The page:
"Two German shipping companies, along with Siemens, are suspected of having bypassed EU sanctions against Russia and Crimea, which is prohibited under Article 12 of EU Regulation 833/2014," the report says.
According to the media, the issue concerns Hansa Heavy Lift, a company from Hamburg, and Heinz Corleis KG from Stade, which were supposed to deliver titanium ore to Russia, also known as ilmenite. It was unloaded not far from the Russian Port Kavkaz in the Kerch Strait, 20 km from Crimea, but subsequently appeared at a titanium plant on the peninsula.
In particular, according to the investigation, the ship HHL Mississippi delivered about 10,000 tonnes of titanium ore on November 23, 2017. The titanium ore cargo was unloaded on the Russian cargo ship Nefterudovoz-2 at sea due to a low bridge and then transported to the annexed peninsula.
The shipping company spokesman, Hans-Jorg Simon, told the radio station that the destination was a Russian port to which it arrived. Since there are no bans on the supply of titanium in Russia, the law was not broken, and the company did not know that the end user was in Crimea, Simon said.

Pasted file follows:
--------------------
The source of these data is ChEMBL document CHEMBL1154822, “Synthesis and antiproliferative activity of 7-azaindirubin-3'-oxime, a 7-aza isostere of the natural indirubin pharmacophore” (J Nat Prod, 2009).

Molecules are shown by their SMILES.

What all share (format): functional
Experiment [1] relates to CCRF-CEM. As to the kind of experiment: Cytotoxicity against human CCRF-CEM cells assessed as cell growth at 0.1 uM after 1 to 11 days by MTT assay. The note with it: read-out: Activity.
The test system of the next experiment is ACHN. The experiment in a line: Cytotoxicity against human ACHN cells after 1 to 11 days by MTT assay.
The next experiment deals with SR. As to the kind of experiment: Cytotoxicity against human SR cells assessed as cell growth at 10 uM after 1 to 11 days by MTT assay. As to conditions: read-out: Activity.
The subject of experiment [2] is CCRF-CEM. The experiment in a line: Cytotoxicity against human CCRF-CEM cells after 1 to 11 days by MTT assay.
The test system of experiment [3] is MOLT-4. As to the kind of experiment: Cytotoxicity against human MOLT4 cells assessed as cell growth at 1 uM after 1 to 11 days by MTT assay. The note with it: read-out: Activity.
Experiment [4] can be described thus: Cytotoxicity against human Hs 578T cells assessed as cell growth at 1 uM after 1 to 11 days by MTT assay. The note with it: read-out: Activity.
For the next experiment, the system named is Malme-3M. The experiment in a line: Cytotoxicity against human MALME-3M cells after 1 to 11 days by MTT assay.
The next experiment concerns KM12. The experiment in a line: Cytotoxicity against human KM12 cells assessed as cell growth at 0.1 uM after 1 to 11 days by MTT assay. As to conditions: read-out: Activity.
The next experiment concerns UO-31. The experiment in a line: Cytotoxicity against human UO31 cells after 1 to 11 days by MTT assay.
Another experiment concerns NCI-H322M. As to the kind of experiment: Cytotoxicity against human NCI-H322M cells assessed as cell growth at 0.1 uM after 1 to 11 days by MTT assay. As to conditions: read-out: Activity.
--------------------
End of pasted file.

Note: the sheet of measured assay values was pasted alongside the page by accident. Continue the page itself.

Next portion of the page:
According to the media, ore from the MS Callisto ship, weighing about 25,000 tonnes, was also transported to Crimea in December 2017.
The report notes that both ships fly the Liberian flag.
As reported, gas turbines produced by German concern Siemens were also delivered to Crimea in 2017. Now Siemens unsuccessfully files appeals against Russian partners who, it says, have mislead the company.
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